Microsoft has rolled out new guidelines that require users to use multiple forms of authentication in order to access some of its most common cloud apps.
Business today is increasingly mobile. That means employers and other users are using software apps that access information remotely instead of via a wired desktop computer.
Mobile access has many advantages, allowing employees to connect to information and each other while working remotely, on a business call or on vacation. It also means more devices — smartphones, tablets and laptops — using various wireless networks.
All those devices, all those networks, and all those users create one massive cybersecurity headache for your company.
That’s one of the main reasons why Microsoft has tightened up its security requirements for its popular Microsoft Office 365 and Microsoft 365 products. No longer will multifactor authentication (MFA) be optional.
Microsoft partner in Sacramento, Michael Nelson of TLC Tech shares insights into Microsoft’s shifts with authentication.
What Is Microsoft Changing About Authentication?
In January 2020, Microsoft introduced a new feature called Security Defaults. For organizations using the commonly used Azure Active Directory to manage user access. Users will be required to use MFA to access Microsoft applications.
“The goal is to ensure that all organizations have a basic level of security-enabled at no extra cost,” Microsoft notes.
Previously, some users had the option of choosing MFA as part of its security protocols. With the changes, that option will gradually be eliminated.
What Is Multifactor Authentication?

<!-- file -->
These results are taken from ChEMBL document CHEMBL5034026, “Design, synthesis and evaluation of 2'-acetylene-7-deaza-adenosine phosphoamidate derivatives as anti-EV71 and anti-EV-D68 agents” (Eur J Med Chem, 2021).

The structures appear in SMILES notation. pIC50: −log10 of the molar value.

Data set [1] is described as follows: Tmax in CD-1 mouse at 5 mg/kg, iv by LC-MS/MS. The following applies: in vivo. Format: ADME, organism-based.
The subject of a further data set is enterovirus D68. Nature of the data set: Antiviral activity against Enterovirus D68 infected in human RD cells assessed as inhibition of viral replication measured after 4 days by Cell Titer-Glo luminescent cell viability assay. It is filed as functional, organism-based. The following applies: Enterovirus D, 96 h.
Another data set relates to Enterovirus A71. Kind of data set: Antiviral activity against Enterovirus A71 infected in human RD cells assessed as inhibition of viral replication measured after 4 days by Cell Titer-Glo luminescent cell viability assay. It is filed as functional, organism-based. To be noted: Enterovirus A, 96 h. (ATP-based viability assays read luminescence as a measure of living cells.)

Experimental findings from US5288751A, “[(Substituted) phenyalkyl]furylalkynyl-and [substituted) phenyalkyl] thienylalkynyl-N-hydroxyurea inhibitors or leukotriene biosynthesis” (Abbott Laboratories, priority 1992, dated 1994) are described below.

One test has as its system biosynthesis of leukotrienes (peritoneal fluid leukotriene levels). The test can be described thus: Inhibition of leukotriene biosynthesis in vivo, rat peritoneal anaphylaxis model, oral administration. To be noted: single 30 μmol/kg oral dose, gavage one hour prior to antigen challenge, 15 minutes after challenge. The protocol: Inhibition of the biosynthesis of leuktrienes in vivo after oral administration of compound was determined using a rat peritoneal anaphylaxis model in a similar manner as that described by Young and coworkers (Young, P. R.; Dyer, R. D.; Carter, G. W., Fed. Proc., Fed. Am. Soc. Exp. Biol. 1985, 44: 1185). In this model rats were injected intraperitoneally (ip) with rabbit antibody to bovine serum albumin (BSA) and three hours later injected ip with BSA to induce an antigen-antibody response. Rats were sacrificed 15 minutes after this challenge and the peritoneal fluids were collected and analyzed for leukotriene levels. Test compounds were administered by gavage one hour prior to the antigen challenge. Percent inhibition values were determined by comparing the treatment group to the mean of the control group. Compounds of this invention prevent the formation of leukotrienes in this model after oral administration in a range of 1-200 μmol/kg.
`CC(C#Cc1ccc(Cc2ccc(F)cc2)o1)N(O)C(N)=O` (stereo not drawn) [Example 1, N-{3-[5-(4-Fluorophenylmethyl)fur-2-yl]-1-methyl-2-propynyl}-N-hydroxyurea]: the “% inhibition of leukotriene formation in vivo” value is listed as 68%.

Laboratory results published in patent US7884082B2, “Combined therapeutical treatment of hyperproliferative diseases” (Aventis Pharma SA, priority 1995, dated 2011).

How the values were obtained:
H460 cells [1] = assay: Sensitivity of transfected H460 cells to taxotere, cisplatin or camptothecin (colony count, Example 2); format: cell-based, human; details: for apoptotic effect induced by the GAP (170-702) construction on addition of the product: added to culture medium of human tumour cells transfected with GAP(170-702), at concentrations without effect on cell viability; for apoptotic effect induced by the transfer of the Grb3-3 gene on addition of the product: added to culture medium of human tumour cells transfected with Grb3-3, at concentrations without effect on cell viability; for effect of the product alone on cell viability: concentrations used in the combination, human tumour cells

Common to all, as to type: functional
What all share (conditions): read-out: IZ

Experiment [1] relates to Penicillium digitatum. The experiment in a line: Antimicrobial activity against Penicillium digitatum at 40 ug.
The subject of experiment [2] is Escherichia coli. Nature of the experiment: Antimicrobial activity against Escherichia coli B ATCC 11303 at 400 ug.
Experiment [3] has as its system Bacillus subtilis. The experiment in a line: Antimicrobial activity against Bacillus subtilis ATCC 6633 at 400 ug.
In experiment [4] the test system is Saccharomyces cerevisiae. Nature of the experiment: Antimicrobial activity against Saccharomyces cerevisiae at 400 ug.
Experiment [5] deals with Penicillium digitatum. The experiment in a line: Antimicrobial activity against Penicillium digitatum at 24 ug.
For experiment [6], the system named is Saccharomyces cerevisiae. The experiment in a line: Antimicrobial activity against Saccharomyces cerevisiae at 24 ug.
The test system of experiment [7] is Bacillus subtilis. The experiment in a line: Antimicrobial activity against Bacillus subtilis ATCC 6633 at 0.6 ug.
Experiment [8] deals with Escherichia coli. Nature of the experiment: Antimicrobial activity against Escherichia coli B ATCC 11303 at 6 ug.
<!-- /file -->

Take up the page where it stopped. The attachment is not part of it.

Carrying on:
Entering a username and password is a prime example of single-factor authentication. It’s a way for a user to enter a known (to them) piece of information (known as a credential in cybersecurity parlance). If the password matches what’s on file for the user, said user is allowed access to the resource, whether it be a website, an application, a file location or a protected document.
The problem is that with so many users accessing information from remote locations, the chances of a device or password landing in the wrong hands increases dramatically. Multifactor authentication is designed to prevent those issues from occurring.
Typically, two-factor authentication (a subset of MFA) is used. One factor can be something that is known to the user, such as a password. A second factor is added to the mix to make it more challenging to steal access. One category is something they don’t know. This could take the form of a unique, expirable access code that is texted to a smartphone. Another category is something they are. Examples of these authentication factors include biometric information such as an iris scan or fingerprint.
Using some combination of credentials that include something they know, something they don’t know and something they are adding layers of deterrence that make it more challenging to authenticate. While MFA can be frustratingly cumbersome for users, the additional security is worth it.
How Will Microsoft MFA Affect Users?
Office 365 and 365 users will be asked to provide at least two ways to verify their accounts (in addition to a password). One option is to have a text message sent to a mobile device. Another choice? Use one of several authenticator apps available for download.
After a user registers the new authentication techniques, they will experience the apps differently on their next login. In addition to entering their password, they will be sent a prompt asking for verification using the second authentication method, such as acting on an approval text sent to a mobile device.
Security Defaults are either on or off for all users within an organization. There is no way to make individual exceptions, However, Microsoft does have a feature called Conditional Access that allows organizations to set their security policies.
When Do the Microsoft MFA Requirements Go In Effect?
The new MFA guidelines will be implemented gradually, starting with new customers first. Eventually, all new customers will be required to use MFA procedures. Microsoft will also begin transitioning existing customers, but as of mid-February 2020 has not announced a timeline.
Microsoft is in an excellent position to help customers protect themselves and their users from unwanted cyberattacks. Multifactor authentication is one powerful way to minimize the threat of compromised credentials.
Image Credits – Microsoft.com